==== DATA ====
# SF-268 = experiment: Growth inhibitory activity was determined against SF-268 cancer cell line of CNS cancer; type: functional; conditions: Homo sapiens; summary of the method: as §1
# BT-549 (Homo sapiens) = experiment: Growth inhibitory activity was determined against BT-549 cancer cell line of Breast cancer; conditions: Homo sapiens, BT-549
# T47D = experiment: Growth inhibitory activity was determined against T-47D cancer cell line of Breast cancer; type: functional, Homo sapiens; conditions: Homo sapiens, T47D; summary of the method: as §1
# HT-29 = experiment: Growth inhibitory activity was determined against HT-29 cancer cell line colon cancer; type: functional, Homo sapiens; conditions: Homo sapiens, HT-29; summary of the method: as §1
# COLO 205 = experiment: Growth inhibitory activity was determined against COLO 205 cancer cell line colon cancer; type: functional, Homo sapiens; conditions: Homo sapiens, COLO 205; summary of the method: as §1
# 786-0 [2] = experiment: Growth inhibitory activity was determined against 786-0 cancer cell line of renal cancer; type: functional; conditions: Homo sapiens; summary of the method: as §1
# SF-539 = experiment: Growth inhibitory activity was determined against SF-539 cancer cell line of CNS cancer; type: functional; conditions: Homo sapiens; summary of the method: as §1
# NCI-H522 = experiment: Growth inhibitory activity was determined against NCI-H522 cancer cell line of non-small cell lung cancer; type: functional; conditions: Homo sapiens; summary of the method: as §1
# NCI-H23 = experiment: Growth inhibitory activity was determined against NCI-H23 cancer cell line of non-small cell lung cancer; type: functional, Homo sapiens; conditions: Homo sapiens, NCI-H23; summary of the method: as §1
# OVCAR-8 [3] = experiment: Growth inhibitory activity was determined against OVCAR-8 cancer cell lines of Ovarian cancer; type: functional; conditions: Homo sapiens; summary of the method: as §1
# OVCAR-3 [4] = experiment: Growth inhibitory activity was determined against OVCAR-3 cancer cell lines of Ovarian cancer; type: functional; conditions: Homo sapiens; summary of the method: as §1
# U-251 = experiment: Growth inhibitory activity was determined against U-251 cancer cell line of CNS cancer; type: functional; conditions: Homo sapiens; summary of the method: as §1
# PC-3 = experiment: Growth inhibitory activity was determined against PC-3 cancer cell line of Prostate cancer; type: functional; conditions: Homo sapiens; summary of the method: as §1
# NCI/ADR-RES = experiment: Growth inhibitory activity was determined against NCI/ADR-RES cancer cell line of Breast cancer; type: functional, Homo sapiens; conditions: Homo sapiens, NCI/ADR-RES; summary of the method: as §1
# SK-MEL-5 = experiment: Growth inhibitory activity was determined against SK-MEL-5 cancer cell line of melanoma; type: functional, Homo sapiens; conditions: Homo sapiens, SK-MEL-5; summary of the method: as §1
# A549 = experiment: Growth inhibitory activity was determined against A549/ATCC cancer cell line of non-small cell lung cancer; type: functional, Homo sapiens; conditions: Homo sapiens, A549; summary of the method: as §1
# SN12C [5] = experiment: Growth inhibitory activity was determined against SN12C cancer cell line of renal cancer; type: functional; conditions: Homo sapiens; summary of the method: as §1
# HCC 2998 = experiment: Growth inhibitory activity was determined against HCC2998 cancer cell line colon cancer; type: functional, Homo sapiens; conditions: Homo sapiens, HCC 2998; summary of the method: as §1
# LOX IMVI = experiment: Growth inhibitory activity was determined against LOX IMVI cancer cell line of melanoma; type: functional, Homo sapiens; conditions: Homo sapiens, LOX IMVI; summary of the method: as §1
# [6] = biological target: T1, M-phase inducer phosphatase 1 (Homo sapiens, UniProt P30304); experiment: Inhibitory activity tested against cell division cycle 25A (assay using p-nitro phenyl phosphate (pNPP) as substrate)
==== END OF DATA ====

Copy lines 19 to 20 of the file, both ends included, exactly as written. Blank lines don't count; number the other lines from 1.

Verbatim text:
# LOX IMVI = experiment: Growth inhibitory activity was determined against LOX IMVI cancer cell line of melanoma; type: functional, Homo sapiens; conditions: Homo sapiens, LOX IMVI; summary of the method: as §1
# [6] = biological target: T1, M-phase inducer phosphatase 1 (Homo sapiens, UniProt P30304); experiment: Inhibitory activity tested against cell division cycle 25A (assay using p-nitro phenyl phosphate (pNPP) as substrate)